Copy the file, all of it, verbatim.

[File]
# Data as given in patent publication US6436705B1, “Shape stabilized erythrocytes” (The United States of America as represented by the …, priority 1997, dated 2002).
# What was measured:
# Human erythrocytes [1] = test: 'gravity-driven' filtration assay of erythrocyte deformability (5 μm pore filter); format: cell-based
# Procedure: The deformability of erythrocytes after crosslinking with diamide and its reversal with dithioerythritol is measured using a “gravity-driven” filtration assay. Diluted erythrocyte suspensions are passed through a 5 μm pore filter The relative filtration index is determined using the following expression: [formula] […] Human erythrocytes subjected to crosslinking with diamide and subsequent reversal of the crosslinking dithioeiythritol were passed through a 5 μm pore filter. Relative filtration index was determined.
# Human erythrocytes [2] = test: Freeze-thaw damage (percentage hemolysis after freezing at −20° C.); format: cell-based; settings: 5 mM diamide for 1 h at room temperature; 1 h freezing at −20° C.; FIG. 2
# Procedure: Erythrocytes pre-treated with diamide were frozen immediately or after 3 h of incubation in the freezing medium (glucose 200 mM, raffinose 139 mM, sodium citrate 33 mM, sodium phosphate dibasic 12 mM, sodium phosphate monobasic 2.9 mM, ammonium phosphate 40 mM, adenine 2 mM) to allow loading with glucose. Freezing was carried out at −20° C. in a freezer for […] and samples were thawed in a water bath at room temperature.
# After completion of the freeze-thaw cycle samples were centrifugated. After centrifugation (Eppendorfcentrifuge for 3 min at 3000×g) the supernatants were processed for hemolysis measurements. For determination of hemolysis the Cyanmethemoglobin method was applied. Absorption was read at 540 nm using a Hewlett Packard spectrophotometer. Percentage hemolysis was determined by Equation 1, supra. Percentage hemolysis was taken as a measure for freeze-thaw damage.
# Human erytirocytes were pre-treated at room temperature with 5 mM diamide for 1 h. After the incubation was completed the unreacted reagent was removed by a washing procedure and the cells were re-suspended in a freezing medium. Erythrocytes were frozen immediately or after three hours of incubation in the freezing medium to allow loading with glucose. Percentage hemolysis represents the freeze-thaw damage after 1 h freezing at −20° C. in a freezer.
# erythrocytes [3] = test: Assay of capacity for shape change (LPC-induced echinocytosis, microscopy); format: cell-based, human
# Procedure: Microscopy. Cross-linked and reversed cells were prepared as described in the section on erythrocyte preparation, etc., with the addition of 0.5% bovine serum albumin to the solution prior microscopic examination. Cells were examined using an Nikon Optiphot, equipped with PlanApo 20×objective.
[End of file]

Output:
# Data as given in patent publication US6436705B1, “Shape stabilized erythrocytes” (The United States of America as represented by the …, priority 1997, dated 2002).
# What was measured:
# Human erythrocytes [1] = test: 'gravity-driven' filtration assay of erythrocyte deformability (5 μm pore filter); format: cell-based
# Procedure: The deformability of erythrocytes after crosslinking with diamide and its reversal with dithioerythritol is measured using a “gravity-driven” filtration assay. Diluted erythrocyte suspensions are passed through a 5 μm pore filter The relative filtration index is determined using the following expression: [formula] […] Human erythrocytes subjected to crosslinking with diamide and subsequent reversal of the crosslinking dithioeiythritol were passed through a 5 μm pore filter. Relative filtration index was determined.
# Human erythrocytes [2] = test: Freeze-thaw damage (percentage hemolysis after freezing at −20° C.); format: cell-based; settings: 5 mM diamide for 1 h at room temperature; 1 h freezing at −20° C.; FIG. 2
# Procedure: Erythrocytes pre-treated with diamide were frozen immediately or after 3 h of incubation in the freezing medium (glucose 200 mM, raffinose 139 mM, sodium citrate 33 mM, sodium phosphate dibasic 12 mM, sodium phosphate monobasic 2.9 mM, ammonium phosphate 40 mM, adenine 2 mM) to allow loading with glucose. Freezing was carried out at −20° C. in a freezer for […] and samples were thawed in a water bath at room temperature.
# After completion of the freeze-thaw cycle samples were centrifugated. After centrifugation (Eppendorfcentrifuge for 3 min at 3000×g) the supernatants were processed for hemolysis measurements. For determination of hemolysis the Cyanmethemoglobin method was applied. Absorption was read at 540 nm using a Hewlett Packard spectrophotometer. Percentage hemolysis was determined by Equation 1, supra. Percentage hemolysis was taken as a measure for freeze-thaw damage.
# Human erytirocytes were pre-treated at room temperature with 5 mM diamide for 1 h. After the incubation was completed the unreacted reagent was removed by a washing procedure and the cells were re-suspended in a freezing medium. Erythrocytes were frozen immediately or after three hours of incubation in the freezing medium to allow loading with glucose. Percentage hemolysis represents the freeze-thaw damage after 1 h freezing at −20° C. in a freezer.
# erythrocytes [3] = test: Assay of capacity for shape change (LPC-induced echinocytosis, microscopy); format: cell-based, human
# Procedure: Microscopy. Cross-linked and reversed cells were prepared as described in the section on erythrocyte preparation, etc., with the addition of 0.5% bovine serum albumin to the solution prior microscopic examination. Cells were examined using an Nikon Optiphot, equipped with PlanApo 20×objective.